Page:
Armed gardaí at racing over fears of gang threat to horse trainer - court
Armed gardaí were sent to a race meeting in Punchestown to ensure a passport for a horse which had been seized by the Criminal Assets Bureau (CAB) was handed back after the horse was allowed to run, a court has heard.
There were also fears that Grand National winning trainer Gordon Elliott could have come under pressure at the racecourse from a criminal gang over the horse.
The CAB was in the High Court to try to seize the racehorse Labaik, alleging he was bought for €28,000 by convicted Clondalkin drug dealer John Boylan with the proceeds of crime.
Labaik stunned the racing world when it won the Supreme Novice's Hurdle at Cheltenham in 2017.
The CAB was seeking to seize a bank account with winnings of almost €80,000, a mobile home, a house in Rathcoole Co Dublin, and a Mercedes car from Boylan.
Meanwhile, Boylan has made a counter-claim for loss of earnings from the horse after it was subsequently run at Punchestown while its ownership was frozen by CAB and suffered an alleged career-ending injury.
In court yesterday Ms Justice Carmel Stewart heard from CAB head Chief Superintendent Pat Clavin that Labaik's passport had been seized after his Cheltenham win when it had investigated his ownership.
The horse was being trained by Mr Elliott, who has no involvement in crime.
Boylan has a 90pc share in the horse, while Mr Elliott is said to have a 5pc share. Bloodstock agent Aidan O'Ryan, who has no involvement in crime, owns the remaining 5pc.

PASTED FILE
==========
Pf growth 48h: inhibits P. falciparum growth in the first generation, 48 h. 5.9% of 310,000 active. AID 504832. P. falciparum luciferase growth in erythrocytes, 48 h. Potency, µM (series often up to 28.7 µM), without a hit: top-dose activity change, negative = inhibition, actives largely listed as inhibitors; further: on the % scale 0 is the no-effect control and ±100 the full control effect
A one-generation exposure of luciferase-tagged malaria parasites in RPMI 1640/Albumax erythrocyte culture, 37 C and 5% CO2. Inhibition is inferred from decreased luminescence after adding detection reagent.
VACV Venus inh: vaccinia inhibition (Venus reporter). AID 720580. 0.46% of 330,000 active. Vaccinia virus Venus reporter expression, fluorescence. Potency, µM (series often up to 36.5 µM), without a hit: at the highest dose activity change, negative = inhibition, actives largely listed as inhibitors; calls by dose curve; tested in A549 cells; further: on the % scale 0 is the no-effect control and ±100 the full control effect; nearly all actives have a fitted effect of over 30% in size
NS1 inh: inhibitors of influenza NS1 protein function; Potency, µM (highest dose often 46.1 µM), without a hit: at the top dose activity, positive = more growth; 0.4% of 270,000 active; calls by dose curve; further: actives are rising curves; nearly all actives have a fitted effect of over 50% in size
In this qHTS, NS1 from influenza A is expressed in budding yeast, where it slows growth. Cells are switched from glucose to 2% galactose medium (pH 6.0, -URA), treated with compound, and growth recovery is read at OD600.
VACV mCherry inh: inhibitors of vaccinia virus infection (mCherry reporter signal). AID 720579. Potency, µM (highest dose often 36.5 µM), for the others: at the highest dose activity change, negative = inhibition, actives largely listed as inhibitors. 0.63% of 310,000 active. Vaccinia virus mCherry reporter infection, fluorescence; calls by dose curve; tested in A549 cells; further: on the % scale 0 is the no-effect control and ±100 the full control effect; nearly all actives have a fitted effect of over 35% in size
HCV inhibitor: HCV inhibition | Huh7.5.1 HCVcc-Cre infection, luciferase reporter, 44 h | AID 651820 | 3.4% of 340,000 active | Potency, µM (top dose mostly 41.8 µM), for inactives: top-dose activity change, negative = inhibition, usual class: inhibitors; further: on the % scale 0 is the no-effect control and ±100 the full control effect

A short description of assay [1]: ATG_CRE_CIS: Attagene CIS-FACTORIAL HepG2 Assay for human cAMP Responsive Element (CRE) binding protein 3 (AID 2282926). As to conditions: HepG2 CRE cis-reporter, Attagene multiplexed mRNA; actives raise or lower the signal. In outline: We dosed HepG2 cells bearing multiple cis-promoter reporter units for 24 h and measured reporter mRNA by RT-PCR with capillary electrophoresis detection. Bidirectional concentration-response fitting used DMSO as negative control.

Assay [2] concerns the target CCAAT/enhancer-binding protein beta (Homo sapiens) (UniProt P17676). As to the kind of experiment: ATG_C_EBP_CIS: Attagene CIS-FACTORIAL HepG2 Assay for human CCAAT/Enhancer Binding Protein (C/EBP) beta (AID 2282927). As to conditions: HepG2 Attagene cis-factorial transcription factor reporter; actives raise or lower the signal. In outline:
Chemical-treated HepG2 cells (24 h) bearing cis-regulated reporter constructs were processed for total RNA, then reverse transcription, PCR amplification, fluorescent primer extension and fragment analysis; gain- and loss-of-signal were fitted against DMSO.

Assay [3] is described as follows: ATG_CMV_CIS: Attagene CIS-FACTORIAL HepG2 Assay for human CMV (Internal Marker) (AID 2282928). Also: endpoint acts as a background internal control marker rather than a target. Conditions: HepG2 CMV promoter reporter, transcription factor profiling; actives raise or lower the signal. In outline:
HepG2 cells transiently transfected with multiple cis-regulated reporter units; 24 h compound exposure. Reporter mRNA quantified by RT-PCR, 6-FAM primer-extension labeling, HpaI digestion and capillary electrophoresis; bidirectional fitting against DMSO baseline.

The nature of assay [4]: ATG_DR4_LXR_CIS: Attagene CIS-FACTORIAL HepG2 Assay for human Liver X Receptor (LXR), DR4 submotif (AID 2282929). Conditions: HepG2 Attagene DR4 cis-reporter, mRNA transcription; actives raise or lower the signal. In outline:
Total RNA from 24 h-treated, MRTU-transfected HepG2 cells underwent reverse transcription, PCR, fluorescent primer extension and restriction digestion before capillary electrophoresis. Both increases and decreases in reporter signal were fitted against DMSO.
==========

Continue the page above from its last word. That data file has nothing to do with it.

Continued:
Chief Supt Clavin said the CAB was satisfied to have the horse's passport in its possession rather than the actual horse, and to leave it in the care of Mr Elliott.
The trainer had conveyed his wish after the passport seizure that the horse be allowed race at Punchestown.
"I could not see any legitimate reason to refuse Mr Elliot to run the horse and I decided I had no reason to do that," said Chief Supt Clavin.
"It was my decision to allow the passport to be at the racecourse at all times under the supervision of members of An Garda Síochána."
He said he might have been criticised and worse, the subject of litigation, had he decided not to allow the passport to be at the track.
"I feared the potential that Mr Elliott would come under pressure from the criminal gang. I had mitigated that risk by having armed members of An Garda Síochána at the racecourse," he told the court.
The case continues.